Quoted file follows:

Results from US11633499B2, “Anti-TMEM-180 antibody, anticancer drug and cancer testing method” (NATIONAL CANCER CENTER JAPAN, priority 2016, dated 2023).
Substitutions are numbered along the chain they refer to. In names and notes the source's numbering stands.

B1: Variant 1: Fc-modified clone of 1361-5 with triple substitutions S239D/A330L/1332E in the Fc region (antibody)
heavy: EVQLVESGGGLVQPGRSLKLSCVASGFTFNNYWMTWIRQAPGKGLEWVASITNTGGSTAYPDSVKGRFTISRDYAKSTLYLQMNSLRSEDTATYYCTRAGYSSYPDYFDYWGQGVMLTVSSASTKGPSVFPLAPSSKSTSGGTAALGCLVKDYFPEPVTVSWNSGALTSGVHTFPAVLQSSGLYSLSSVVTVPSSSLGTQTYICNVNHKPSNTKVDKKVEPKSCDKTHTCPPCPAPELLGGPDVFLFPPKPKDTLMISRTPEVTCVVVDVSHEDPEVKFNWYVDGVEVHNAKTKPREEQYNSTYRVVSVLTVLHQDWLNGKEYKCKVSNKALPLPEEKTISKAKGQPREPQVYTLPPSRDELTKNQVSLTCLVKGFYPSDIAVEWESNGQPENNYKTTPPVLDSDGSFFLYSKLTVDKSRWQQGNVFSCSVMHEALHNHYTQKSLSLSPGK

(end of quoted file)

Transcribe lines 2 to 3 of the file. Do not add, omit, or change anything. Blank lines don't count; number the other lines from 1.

Substitutions are numbered along the chain they refer to. In names and notes the source's numbering stands.

B1: Variant 1: Fc-modified clone of 1361-5 with triple substitutions S239D/A330L/1332E in the Fc region (antibody)